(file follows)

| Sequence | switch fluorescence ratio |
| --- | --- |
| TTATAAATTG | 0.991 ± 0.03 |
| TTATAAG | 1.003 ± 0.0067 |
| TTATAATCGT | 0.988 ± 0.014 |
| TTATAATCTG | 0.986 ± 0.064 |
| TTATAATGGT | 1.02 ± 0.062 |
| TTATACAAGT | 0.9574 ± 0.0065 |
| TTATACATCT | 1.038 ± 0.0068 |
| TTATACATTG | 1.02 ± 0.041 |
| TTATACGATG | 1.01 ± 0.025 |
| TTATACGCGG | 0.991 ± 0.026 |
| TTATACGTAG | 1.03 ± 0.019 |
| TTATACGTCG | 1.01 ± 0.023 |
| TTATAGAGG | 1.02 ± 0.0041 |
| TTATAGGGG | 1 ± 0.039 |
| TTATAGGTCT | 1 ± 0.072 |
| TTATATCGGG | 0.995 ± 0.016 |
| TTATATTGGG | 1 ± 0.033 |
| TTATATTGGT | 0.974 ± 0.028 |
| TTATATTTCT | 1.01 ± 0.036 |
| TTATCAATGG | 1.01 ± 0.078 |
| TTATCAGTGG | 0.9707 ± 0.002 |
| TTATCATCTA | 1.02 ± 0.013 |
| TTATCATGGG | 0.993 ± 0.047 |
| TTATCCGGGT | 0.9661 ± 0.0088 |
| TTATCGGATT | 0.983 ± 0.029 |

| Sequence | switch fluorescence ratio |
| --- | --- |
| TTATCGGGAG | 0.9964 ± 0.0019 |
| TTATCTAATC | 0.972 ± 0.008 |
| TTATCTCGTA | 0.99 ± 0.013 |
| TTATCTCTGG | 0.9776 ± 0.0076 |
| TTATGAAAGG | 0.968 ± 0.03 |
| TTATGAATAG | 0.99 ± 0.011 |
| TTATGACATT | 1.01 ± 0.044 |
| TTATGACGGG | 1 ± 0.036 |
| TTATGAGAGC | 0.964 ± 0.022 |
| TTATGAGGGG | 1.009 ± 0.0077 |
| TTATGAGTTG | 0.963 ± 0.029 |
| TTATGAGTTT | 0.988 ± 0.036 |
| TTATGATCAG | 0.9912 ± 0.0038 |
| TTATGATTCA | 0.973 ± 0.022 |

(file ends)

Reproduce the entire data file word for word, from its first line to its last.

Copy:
| Sequence | switch fluorescence ratio |
| --- | --- |
| TTATAAATTG | 0.991 ± 0.03 |
| TTATAAG | 1.003 ± 0.0067 |
| TTATAATCGT | 0.988 ± 0.014 |
| TTATAATCTG | 0.986 ± 0.064 |
| TTATAATGGT | 1.02 ± 0.062 |
| TTATACAAGT | 0.9574 ± 0.0065 |
| TTATACATCT | 1.038 ± 0.0068 |
| TTATACATTG | 1.02 ± 0.041 |
| TTATACGATG | 1.01 ± 0.025 |
| TTATACGCGG | 0.991 ± 0.026 |
| TTATACGTAG | 1.03 ± 0.019 |
| TTATACGTCG | 1.01 ± 0.023 |
| TTATAGAGG | 1.02 ± 0.0041 |
| TTATAGGGG | 1 ± 0.039 |
| TTATAGGTCT | 1 ± 0.072 |
| TTATATCGGG | 0.995 ± 0.016 |
| TTATATTGGG | 1 ± 0.033 |
| TTATATTGGT | 0.974 ± 0.028 |
| TTATATTTCT | 1.01 ± 0.036 |
| TTATCAATGG | 1.01 ± 0.078 |
| TTATCAGTGG | 0.9707 ± 0.002 |
| TTATCATCTA | 1.02 ± 0.013 |
| TTATCATGGG | 0.993 ± 0.047 |
| TTATCCGGGT | 0.9661 ± 0.0088 |
| TTATCGGATT | 0.983 ± 0.029 |

| Sequence | switch fluorescence ratio |
| --- | --- |
| TTATCGGGAG | 0.9964 ± 0.0019 |
| TTATCTAATC | 0.972 ± 0.008 |
| TTATCTCGTA | 0.99 ± 0.013 |
| TTATCTCTGG | 0.9776 ± 0.0076 |
| TTATGAAAGG | 0.968 ± 0.03 |
| TTATGAATAG | 0.99 ± 0.011 |
| TTATGACATT | 1.01 ± 0.044 |
| TTATGACGGG | 1 ± 0.036 |
| TTATGAGAGC | 0.964 ± 0.022 |
| TTATGAGGGG | 1.009 ± 0.0077 |
| TTATGAGTTG | 0.963 ± 0.029 |
| TTATGAGTTT | 0.988 ± 0.036 |
| TTATGATCAG | 0.9912 ± 0.0038 |
| TTATGATTCA | 0.973 ± 0.022 |